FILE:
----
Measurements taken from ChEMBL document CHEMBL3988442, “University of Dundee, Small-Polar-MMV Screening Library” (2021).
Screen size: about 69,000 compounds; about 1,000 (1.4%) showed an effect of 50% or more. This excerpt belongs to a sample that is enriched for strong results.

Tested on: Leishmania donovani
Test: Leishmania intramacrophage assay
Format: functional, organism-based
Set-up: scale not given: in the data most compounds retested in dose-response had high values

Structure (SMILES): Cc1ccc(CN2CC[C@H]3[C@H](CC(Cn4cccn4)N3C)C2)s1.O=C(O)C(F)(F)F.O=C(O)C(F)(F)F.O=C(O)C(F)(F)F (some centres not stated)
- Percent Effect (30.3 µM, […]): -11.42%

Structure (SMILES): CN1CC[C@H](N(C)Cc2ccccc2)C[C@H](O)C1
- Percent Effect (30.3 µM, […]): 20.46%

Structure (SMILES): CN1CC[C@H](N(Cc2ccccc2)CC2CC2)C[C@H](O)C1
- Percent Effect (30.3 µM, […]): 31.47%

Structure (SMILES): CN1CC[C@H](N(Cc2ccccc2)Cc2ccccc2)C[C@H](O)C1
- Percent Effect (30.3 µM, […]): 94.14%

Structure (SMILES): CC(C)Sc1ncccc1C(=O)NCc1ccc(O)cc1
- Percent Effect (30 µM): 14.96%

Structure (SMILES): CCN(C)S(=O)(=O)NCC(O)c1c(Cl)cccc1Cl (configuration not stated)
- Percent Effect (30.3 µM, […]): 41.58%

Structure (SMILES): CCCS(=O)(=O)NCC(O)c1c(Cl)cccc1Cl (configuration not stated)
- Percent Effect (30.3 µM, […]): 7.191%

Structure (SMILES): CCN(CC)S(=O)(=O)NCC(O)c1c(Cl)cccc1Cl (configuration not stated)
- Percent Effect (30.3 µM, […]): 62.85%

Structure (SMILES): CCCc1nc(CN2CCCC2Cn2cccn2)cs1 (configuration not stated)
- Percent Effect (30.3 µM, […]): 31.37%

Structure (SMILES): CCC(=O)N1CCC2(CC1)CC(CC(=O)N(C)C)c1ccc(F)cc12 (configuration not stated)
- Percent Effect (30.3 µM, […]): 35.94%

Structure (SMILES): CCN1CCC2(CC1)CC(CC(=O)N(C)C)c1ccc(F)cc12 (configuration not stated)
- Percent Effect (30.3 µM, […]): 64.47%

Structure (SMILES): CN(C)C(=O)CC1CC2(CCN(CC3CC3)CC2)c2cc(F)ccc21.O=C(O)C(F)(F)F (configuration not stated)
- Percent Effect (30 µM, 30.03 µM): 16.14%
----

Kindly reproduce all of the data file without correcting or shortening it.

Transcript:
Measurements taken from ChEMBL document CHEMBL3988442, “University of Dundee, Small-Polar-MMV Screening Library” (2021).
Screen size: about 69,000 compounds; about 1,000 (1.4%) showed an effect of 50% or more. This excerpt belongs to a sample that is enriched for strong results.

Tested on: Leishmania donovani
Test: Leishmania intramacrophage assay
Format: functional, organism-based
Set-up: scale not given: in the data most compounds retested in dose-response had high values

Structure (SMILES): Cc1ccc(CN2CC[C@H]3[C@H](CC(Cn4cccn4)N3C)C2)s1.O=C(O)C(F)(F)F.O=C(O)C(F)(F)F.O=C(O)C(F)(F)F (some centres not stated)
- Percent Effect (30.3 µM, […]): -11.42%

Structure (SMILES): CN1CC[C@H](N(C)Cc2ccccc2)C[C@H](O)C1
- Percent Effect (30.3 µM, […]): 20.46%

Structure (SMILES): CN1CC[C@H](N(Cc2ccccc2)CC2CC2)C[C@H](O)C1
- Percent Effect (30.3 µM, […]): 31.47%

Structure (SMILES): CN1CC[C@H](N(Cc2ccccc2)Cc2ccccc2)C[C@H](O)C1
- Percent Effect (30.3 µM, […]): 94.14%

Structure (SMILES): CC(C)Sc1ncccc1C(=O)NCc1ccc(O)cc1
- Percent Effect (30 µM): 14.96%

Structure (SMILES): CCN(C)S(=O)(=O)NCC(O)c1c(Cl)cccc1Cl (configuration not stated)
- Percent Effect (30.3 µM, […]): 41.58%

Structure (SMILES): CCCS(=O)(=O)NCC(O)c1c(Cl)cccc1Cl (configuration not stated)
- Percent Effect (30.3 µM, […]): 7.191%

Structure (SMILES): CCN(CC)S(=O)(=O)NCC(O)c1c(Cl)cccc1Cl (configuration not stated)
- Percent Effect (30.3 µM, […]): 62.85%

Structure (SMILES): CCCc1nc(CN2CCCC2Cn2cccn2)cs1 (configuration not stated)
- Percent Effect (30.3 µM, […]): 31.37%

Structure (SMILES): CCC(=O)N1CCC2(CC1)CC(CC(=O)N(C)C)c1ccc(F)cc12 (configuration not stated)
- Percent Effect (30.3 µM, […]): 35.94%

Structure (SMILES): CCN1CCC2(CC1)CC(CC(=O)N(C)C)c1ccc(F)cc12 (configuration not stated)
- Percent Effect (30.3 µM, […]): 64.47%

Structure (SMILES): CN(C)C(=O)CC1CC2(CCN(CC3CC3)CC2)c2cc(F)ccc21.O=C(O)C(F)(F)F (configuration not stated)
- Percent Effect (30 µM, 30.03 µM): 16.14%